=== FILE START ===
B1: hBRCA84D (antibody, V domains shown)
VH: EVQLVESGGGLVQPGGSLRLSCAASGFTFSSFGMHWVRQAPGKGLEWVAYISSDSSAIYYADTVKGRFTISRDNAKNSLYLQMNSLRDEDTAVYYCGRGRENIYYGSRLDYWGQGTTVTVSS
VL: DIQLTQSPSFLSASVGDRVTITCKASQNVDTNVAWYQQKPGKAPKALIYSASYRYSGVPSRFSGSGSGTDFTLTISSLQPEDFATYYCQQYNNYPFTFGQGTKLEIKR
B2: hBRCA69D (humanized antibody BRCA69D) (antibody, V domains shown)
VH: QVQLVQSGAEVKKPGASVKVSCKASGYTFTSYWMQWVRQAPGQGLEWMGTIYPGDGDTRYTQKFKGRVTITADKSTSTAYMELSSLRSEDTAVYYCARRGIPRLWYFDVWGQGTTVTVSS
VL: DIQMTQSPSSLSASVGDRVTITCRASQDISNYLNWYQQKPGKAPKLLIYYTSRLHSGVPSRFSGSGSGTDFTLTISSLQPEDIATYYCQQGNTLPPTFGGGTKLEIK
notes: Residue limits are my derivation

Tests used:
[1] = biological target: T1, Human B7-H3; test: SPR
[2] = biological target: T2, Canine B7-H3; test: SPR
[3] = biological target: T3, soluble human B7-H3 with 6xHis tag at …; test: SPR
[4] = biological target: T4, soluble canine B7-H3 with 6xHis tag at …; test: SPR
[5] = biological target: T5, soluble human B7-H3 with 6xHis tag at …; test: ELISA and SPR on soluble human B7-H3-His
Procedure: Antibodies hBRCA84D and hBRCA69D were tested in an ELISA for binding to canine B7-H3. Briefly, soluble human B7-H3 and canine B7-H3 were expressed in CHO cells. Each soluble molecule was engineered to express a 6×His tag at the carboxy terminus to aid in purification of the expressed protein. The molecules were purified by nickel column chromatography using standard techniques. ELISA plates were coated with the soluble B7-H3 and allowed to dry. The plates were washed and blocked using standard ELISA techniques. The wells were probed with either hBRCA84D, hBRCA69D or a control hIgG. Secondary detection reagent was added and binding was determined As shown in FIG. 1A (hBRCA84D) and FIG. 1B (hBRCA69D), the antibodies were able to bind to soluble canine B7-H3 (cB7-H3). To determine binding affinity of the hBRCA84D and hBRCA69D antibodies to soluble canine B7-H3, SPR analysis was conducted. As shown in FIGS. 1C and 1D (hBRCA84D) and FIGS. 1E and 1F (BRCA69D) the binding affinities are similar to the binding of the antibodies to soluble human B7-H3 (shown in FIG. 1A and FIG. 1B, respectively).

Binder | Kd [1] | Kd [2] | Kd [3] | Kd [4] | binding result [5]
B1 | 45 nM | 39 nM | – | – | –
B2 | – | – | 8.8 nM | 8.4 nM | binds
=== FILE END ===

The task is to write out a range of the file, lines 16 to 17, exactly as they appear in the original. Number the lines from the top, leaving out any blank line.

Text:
B1 | 45 nM | 39 nM | – | – | –
B2 | – | – | 8.8 nM | 8.4 nM | binds